Her advice to budding geologists: “To not completely focus on one thing. I was in the Physics Department a lot and doing math and doing geology. Geology is kind of overarching, you can be a geochemist or geophysicist, with a strong background in a fundamental field like math or physics that can be applied to geology. Don’t limit yourself, if you find other classes, bring them in and apply them to your geology major.”
Anjani Polit ’03
Polit is the mission implementation systems engineer on the OSIRIS-REx project at the University of Arizona, an asteroid sample return mission. Polit helps support the principal deputy investigator, specifically helping with planning and checking off on each requirement to ensure the mission is a success. Previously, Polit was the Uplink Lead for the HiRISE camera on the Mars Reconnaissance Orbiter, also at the University of Arizona.
“My background in geology and in planetary geology [from Pomona] really helped me be a more effective operator of the camera. It gave me the background knowledge to understand why scientists were targeting a certain area, which helped me work with them to optimize and get the best science return,” she says.
As a student at Pomona, Polit happened upon Grosfils’ Intro to Geology: Planetary Geology class while perusing the course catalogue. Before she knew it, she was majoring in geology, where she found a close and caring department, from Academic Coordinator Lori Keala to the professors.
She also recalls one of her first research opportunities: working with Grosfils one summer, mapping shield volcanoes on Venus: “That was my introduction to research and the following summer, I again very luckily got the opportunity to work with Eric and a collaborator of his for two months at the Goddard Space Flight Center on a Mars research project.”
As a student, Polit attended the Lunar and Planetary Science Conference, (jointly sponsored by the Lunar and Planetary Institute and NASA Johnson Space Center), where she met a colleague of Grosfils who provided her with career and research advice and also offered her a research assistantship at the University of Nevada, Reno. After Pomona, Polit went on to receive a master’s in geological engineering from the University of Nevada, Reno.
“It really is all through the experience and opportunities that I got while at Pomona that launched me into this trajectory and into this career.”
Alexandra Davatzes ’99
Davatzes, an associate professor of earth and environmental science at Temple University, worked on targeting, analysis of fluvial and hydrothermal systems, and education and public outreach for the High Resolution Imaging Science Experiment (HiRISE) mission based at the NASA Ames Research Center, during graduate school and as a NASA postdoctoral fellow.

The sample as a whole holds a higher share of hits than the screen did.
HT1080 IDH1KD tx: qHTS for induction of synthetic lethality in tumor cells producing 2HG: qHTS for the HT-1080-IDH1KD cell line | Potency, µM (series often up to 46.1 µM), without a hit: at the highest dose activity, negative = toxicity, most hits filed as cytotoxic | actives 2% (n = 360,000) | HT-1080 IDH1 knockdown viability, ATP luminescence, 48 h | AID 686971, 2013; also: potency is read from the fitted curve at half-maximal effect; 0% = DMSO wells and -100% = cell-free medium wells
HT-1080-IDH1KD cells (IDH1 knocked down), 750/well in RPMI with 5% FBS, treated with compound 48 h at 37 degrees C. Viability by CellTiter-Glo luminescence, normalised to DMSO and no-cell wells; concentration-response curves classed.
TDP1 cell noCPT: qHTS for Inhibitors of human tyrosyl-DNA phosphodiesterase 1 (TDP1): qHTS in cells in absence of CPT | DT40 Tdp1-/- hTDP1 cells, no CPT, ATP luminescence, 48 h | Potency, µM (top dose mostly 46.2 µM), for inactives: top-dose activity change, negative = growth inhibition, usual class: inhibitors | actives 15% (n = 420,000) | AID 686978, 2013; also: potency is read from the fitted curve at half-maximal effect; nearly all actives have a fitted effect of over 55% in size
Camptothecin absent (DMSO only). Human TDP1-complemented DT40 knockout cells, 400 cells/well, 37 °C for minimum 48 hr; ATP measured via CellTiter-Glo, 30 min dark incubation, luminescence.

She discovered her interest in geology in high school after taking an oceanography class which she first thought was part of marine biology. When she came to Pomona she was undecided between biology and geology until she took a class with Emeritus Professor Rick Hazlett and saw the support students got from faculty and staff. In addition, she says the field trips and research opportunities played a huge role in helping students bond on camping trips.
As a sophomore, Davatzes spent a summer doing planetary research with Grosfils and Professor Linda Reinen on Venus and Mars at Washington and Lee University through the Keck Geology Consortium. “That summer I made many good friends, many of which I still talk to and see at conferences today,” she recalls.
“It was a particularly exciting year, as Pathfinder landed on Mars while we were all together, and we all watched the NASA feed, and cheered with its success. It was really the start of the resurgence of the Mars Exploration program. I remember at the time that many of us chose to do research on Venus because the data were so much better than Mars — hard to believe now.”
After Pomona, Davatzes pursued a Ph.D. at Stanford University where she did research on Earth’s early environment, studying 3.5 billion-year-old rocks found in Barberton, South Africa.
Currently, Davatzes’ research focuses primarily on the role of large meteor impacts on early Earth and a separate project researching spatial thinking in students and developing ways to enhance spatial learning in the classroom.
Her advice for students interested in careers in the field is to “take more math.”
She also recommends that students take advantage of opportunities to go into the field. “Planetary scientists and geologists with a stronger understanding of how the processes work on Earth are much more successful; and the more you see, the more open your mind is to possible analogs.”